Contemporary Quilting: 5 Tips for Using Negative Space

While traditional quilting patterns often rely on symmetry and a fair amount of repetition between quilting blocks, more recent trends in modern quilting tend to showcase features like asymmetry and a healthy use of negative space. When it comes to modern and contemporary quilting tips, many experienced quilters rely on negative space as a key design element.

Photo via Craftsy member RhoDoh, made in the class Machine Quilting Negative Space

Here are some contemporary quilting tips from members of the Craftsy community, showing us how to quilt negative space!

What is negative space in quilting? Negative space can be thought of as the background of a quilt, where the absence of a design often creates secondary patterns. Negative space can be comprised of light or dark colored fabrics, and is usually the sashing, borders and background of a quilt pattern. Though traditional quilts still have these elements, they may often be more pronounced in contemporary quilts and modern pieces.

Chevron Toddler Quilt
Photo via Craftsy member Elvy Crafts

Tip #1: Quilt only in the background.

One way to really make a quilt’s background stand out is through heavy machine quilting. In this Chevron Toddler Quilt, the white negative space is quilted with pebbles and wavy lines, while the patterned, focal fabric is left un-quilted. The modern quilt design on this project makes it very textured, so that the background really pops.

Modern Monogram Baby Quilt
Photo via Craftsy member kathyjdh561539

Tip #2: Vary the size.

When you are machine quilting a large, open background, you can use contemporary quilting tips like kathyjdh561539 explored in her Modern Monogram Baby Quilt. As you can see, her densely quilted swirls vary in size from large to small, which adds interest and moves the eye to the monogram featured on the quilt, since it has smaller swirls and tighter quilting overall.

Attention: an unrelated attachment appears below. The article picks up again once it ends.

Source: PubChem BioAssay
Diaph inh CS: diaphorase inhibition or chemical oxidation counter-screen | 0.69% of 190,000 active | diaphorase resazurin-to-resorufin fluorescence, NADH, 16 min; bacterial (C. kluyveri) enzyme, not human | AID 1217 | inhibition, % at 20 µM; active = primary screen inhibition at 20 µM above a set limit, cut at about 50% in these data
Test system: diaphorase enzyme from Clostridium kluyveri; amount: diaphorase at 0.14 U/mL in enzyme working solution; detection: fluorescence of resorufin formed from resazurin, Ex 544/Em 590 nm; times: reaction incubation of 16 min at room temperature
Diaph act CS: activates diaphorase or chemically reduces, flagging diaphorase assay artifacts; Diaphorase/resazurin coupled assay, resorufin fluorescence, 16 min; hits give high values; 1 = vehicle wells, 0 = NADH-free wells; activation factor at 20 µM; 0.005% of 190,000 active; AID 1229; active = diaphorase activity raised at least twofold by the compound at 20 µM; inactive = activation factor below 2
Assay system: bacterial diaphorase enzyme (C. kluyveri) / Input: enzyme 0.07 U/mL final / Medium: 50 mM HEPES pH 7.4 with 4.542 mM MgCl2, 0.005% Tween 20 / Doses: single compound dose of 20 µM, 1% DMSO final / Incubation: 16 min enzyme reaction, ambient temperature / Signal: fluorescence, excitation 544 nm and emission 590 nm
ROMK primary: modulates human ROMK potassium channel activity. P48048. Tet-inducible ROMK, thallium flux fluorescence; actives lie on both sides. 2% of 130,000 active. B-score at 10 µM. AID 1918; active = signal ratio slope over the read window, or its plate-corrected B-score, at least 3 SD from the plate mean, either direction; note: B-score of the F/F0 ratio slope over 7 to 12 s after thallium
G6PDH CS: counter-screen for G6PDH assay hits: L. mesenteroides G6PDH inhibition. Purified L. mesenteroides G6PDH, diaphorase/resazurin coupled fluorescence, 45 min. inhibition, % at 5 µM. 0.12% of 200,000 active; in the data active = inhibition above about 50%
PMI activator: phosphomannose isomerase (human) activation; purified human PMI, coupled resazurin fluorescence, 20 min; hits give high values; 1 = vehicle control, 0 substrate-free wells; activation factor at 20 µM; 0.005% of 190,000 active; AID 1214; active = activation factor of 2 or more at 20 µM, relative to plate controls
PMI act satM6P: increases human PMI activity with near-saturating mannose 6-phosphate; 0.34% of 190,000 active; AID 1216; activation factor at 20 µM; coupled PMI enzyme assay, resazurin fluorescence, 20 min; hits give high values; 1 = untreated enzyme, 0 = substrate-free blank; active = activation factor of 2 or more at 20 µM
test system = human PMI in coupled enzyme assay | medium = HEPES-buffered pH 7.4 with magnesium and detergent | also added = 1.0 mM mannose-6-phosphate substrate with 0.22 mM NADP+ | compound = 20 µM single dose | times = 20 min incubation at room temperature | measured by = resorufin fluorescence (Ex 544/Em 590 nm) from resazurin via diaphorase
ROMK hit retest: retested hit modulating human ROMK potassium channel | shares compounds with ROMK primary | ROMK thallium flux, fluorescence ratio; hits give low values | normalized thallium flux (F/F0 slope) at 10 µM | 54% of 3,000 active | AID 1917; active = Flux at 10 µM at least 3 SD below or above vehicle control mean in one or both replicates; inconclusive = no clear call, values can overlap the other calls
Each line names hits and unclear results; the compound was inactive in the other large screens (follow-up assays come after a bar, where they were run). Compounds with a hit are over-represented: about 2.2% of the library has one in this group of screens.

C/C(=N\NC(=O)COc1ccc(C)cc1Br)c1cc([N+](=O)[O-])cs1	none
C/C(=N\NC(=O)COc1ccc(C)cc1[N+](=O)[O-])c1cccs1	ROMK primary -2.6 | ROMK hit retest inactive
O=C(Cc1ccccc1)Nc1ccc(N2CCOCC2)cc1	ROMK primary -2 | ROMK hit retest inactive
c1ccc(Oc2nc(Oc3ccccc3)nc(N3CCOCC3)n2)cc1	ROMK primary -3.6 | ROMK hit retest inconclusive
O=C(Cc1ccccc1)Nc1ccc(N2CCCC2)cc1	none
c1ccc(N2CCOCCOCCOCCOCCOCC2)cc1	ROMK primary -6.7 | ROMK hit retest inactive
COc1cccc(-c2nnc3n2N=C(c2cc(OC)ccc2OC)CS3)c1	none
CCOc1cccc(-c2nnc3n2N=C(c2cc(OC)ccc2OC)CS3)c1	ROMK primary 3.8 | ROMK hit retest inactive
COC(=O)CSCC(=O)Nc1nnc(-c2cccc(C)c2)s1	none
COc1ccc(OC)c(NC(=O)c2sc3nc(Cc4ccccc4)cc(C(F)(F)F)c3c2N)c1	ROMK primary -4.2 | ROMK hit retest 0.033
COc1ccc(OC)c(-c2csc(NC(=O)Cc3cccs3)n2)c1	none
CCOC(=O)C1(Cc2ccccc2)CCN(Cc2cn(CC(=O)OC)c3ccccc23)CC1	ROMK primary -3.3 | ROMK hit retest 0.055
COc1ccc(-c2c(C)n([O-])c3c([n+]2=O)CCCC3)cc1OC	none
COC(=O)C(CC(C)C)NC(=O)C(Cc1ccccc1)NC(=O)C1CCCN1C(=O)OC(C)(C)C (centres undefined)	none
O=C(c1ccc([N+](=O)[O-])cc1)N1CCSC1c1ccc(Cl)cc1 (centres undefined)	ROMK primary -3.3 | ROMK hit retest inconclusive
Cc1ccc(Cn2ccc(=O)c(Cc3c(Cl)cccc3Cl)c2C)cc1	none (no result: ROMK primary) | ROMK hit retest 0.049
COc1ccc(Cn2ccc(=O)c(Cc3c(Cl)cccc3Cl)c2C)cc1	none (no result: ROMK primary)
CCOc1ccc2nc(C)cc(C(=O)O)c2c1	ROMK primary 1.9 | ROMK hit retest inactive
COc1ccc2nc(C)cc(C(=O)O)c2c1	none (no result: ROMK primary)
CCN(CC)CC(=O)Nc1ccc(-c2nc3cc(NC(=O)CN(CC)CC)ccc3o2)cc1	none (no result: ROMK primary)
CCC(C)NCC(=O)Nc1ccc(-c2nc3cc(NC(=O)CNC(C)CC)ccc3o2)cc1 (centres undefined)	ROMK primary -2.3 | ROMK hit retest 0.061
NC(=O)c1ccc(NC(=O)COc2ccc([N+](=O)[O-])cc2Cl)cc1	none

Inspired by Angela Quilt Design
Photo via Craftsy member SewWhatsUp

Tip #3: Negative space becomes more prominent through quilting.

What happens when you have two distinct area of negative space? In the quilt Inspired by Angela, Craftsy member SewWhatsUp treated the white, vertical curves with wavy line quilting and quilted pebbles of various sizes in the solid grey areas. This contemporary quilting treatment, as well as the quilters use of colors, makes the negative space pop to the foreground more than the actual fabric prints.

Photo via Craftsy member PaWo

Tip #4: Have two or more designs sharing the same negative space

If you only have one section of negative space, don’t feel like you have to stick to just one free-motion quilting pattern. You can have the freedom to stitch a combination of different sizes and shapes onto your quilt’s background fabric, just like on this quilted Pillow Cover. One contemporary quilting tip is to use areas of heavy¬† (like the swirls) quilting and open quilting (the large pebbles) to contrast one another and draw the eye to a specific area on the quilt.

Tip #5: Take a class on modern quilting

If you’d like to learn more modern and contemporary quilting tips to amp up your next project, sign up for Machine Quilting Negative Space with Craftsy instructor Angela Walters. You’ll learn how to sketch a variety of freehand designs like swirls, wavy lines and circles and turn those into quilted free-motion patterns on your sewing machine.

Do you have any contemporary quilting tips for using negative space?
What is your favorite pattern for free-motion quilting in background, sashing and borders?

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